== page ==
1. The first step in changing a dysfunctional/unsatisfying relationship is to change our focus and look underneath the obvious problem and focus on the underlying need. Most often the conflict that exists is not the cause of our dissatisfaction, but the result of our needs not being met in the relationship. This is where you adjust what you are focusing on. Suppose a person in your life seems to have a short fuse and lashes out at you unexpectedly. Your focus immediately goes to this unexpected response. I’d suggest the focus should shift to understanding what need is currently not being met with that person.
2. When you get this response, you determine what it means to you. Since you are an individual, I believe you are self-determined and you are who you conceive yourself to be. As a coach I respect that, and it is a founding principle in my relationship with you. But we can loose sight of this with people with whom we are familiar with and in relationship. When that person lashes out at you, you may determine that it means they are being disrespectful and selfish. Maybe you are observing a pattern that has played to for years. And part of this pattern is your response to act on the meaning you have assigned. Do you engage and escalate, or do you shut down and leave?
3. What do you do to create your desired result? That is the third unconscious decision you are making in this interaction. Is your desired result peace? Or is it to be right and get the last word in? I would suggest that neither of these are optimal in this situation. Seeking peace by letting it slide may just delay an inevitable confrontation in the future. And getting the last word in is code for a big blow-up right now. Maybe your desired result should be just what you would want in that situation; understanding. Your desired result will be to let the other person know they are heard and understood. That is one of the top three core elements of satisfying relationship, to be understood by the other person.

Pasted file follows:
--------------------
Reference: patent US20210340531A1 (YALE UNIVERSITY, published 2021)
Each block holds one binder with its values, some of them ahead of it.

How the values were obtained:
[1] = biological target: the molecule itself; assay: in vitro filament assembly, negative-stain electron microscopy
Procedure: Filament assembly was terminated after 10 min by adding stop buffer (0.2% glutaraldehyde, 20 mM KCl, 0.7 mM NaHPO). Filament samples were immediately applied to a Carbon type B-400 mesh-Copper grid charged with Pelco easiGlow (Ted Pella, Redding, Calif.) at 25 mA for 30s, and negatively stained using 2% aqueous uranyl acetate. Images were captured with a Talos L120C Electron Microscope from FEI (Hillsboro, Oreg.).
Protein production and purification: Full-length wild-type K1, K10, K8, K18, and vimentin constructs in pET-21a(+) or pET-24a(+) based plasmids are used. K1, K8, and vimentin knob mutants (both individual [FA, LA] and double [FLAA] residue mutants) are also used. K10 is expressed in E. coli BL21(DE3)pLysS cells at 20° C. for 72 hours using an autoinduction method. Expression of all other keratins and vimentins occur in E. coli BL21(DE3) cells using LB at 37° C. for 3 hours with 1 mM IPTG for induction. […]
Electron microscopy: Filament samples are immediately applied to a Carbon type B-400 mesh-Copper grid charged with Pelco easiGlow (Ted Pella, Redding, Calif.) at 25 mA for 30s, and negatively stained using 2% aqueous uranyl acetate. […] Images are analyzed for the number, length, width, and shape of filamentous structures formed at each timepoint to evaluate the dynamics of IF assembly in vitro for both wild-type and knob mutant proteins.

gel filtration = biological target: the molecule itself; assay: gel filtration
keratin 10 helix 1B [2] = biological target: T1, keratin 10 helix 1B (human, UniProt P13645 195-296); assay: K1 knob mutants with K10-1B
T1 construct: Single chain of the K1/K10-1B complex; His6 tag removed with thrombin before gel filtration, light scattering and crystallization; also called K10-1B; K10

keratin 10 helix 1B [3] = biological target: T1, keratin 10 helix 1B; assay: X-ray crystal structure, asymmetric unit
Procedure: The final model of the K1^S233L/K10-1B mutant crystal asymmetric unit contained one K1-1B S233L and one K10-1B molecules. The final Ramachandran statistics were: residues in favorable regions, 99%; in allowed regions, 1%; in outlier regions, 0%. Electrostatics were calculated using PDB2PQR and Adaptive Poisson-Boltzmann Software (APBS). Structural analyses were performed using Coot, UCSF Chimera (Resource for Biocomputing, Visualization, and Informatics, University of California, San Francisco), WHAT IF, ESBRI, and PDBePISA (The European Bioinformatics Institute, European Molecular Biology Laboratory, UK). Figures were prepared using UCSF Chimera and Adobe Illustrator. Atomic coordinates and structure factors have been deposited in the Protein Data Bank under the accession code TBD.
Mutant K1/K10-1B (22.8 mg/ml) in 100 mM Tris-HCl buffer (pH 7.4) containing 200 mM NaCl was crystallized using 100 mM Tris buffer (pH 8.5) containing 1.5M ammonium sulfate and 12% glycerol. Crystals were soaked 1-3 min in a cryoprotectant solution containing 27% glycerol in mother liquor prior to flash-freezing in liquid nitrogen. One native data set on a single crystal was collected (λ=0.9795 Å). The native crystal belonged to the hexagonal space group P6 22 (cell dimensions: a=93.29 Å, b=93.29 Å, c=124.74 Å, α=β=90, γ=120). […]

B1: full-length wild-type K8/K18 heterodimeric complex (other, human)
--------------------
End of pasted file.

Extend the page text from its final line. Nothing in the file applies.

In this article we used the example of someone unexpectedly lashing out at you. This is usually the result of them telling you, albeit rather poorly, that one or more of their needs are not being met. The other person may be feeling insignificant at the moment and your action or question triggered them. Or maybe they are feeling a lack of connection with you at the moment and they are crying out for more attention. Have you done something lately to make them feel this way? Every story has a beginning, middle and end. The lashing out in this story is not the beginning, but the middle. How did it begin? What role did you play in the beginning of this story. And more importantly how are you going to let it end?
By understanding and addressing the underlying need that is not being met will give you a clue into how to best respond. When you understand and meet the top needs of anyone, you will have bonded. And when you decide your top need and desired outcome is love and connection in your relationships, you will begin to see amazing results and feel incredible satisfaction in all of the relationships in your life.
If you are feeling stuck in a relationship with your self, or with someone else, please contact me. Let me help you look at it with a bit of a new perspective and see what we can do.